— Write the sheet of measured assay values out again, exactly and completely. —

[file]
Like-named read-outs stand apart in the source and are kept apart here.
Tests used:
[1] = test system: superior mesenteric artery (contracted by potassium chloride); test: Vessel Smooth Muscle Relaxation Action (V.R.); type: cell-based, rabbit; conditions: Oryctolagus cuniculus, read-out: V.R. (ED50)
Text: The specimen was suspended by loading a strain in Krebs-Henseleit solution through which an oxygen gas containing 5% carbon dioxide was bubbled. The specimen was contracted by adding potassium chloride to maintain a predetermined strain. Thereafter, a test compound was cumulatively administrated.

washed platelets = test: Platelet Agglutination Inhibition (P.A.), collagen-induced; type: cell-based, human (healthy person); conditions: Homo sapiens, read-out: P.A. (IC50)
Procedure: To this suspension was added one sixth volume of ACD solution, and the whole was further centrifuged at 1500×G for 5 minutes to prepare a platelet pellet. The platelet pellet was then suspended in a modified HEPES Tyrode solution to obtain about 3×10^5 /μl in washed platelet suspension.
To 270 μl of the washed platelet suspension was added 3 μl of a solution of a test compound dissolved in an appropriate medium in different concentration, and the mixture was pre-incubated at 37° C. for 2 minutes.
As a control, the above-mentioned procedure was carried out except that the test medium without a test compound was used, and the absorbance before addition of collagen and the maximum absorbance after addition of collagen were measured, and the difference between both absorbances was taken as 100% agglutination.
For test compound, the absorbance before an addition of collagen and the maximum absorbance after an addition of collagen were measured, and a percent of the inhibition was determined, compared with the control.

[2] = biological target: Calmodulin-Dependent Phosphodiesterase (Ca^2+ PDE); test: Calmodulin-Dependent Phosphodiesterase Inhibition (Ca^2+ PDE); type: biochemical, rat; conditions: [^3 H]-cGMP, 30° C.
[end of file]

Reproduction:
Like-named read-outs stand apart in the source and are kept apart here.
Tests used:
[1] = test system: superior mesenteric artery (contracted by potassium chloride); test: Vessel Smooth Muscle Relaxation Action (V.R.); type: cell-based, rabbit; conditions: Oryctolagus cuniculus, read-out: V.R. (ED50)
Text: The specimen was suspended by loading a strain in Krebs-Henseleit solution through which an oxygen gas containing 5% carbon dioxide was bubbled. The specimen was contracted by adding potassium chloride to maintain a predetermined strain. Thereafter, a test compound was cumulatively administrated.

washed platelets = test: Platelet Agglutination Inhibition (P.A.), collagen-induced; type: cell-based, human (healthy person); conditions: Homo sapiens, read-out: P.A. (IC50)
Procedure: To this suspension was added one sixth volume of ACD solution, and the whole was further centrifuged at 1500×G for 5 minutes to prepare a platelet pellet. The platelet pellet was then suspended in a modified HEPES Tyrode solution to obtain about 3×10^5 /μl in washed platelet suspension.
To 270 μl of the washed platelet suspension was added 3 μl of a solution of a test compound dissolved in an appropriate medium in different concentration, and the mixture was pre-incubated at 37° C. for 2 minutes.
As a control, the above-mentioned procedure was carried out except that the test medium without a test compound was used, and the absorbance before addition of collagen and the maximum absorbance after addition of collagen were measured, and the difference between both absorbances was taken as 100% agglutination.
For test compound, the absorbance before an addition of collagen and the maximum absorbance after an addition of collagen were measured, and a percent of the inhibition was determined, compared with the control.

[2] = biological target: Calmodulin-Dependent Phosphodiesterase (Ca^2+ PDE); test: Calmodulin-Dependent Phosphodiesterase Inhibition (Ca^2+ PDE); type: biochemical, rat; conditions: [^3 H]-cGMP, 30° C.